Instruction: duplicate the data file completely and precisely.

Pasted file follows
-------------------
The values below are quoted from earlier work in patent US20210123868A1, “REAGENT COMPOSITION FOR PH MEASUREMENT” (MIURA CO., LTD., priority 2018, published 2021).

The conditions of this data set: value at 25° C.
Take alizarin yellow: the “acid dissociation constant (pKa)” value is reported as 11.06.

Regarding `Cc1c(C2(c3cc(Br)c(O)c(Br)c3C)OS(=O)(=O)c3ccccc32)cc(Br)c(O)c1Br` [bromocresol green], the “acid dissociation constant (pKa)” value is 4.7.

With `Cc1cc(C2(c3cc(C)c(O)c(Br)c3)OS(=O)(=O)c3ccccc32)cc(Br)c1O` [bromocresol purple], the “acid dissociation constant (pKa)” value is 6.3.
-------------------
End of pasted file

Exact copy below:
The values below are quoted from earlier work in patent US20210123868A1, “REAGENT COMPOSITION FOR PH MEASUREMENT” (MIURA CO., LTD., priority 2018, published 2021).

The conditions of this data set: value at 25° C.
Take alizarin yellow: the “acid dissociation constant (pKa)” value is reported as 11.06.

Regarding `Cc1c(C2(c3cc(Br)c(O)c(Br)c3C)OS(=O)(=O)c3ccccc32)cc(Br)c(O)c1Br` [bromocresol green], the “acid dissociation constant (pKa)” value is 4.7.

With `Cc1cc(C2(c3cc(C)c(O)c(Br)c3)OS(=O)(=O)c3ccccc32)cc(Br)c1O` [bromocresol purple], the “acid dissociation constant (pKa)” value is 6.3.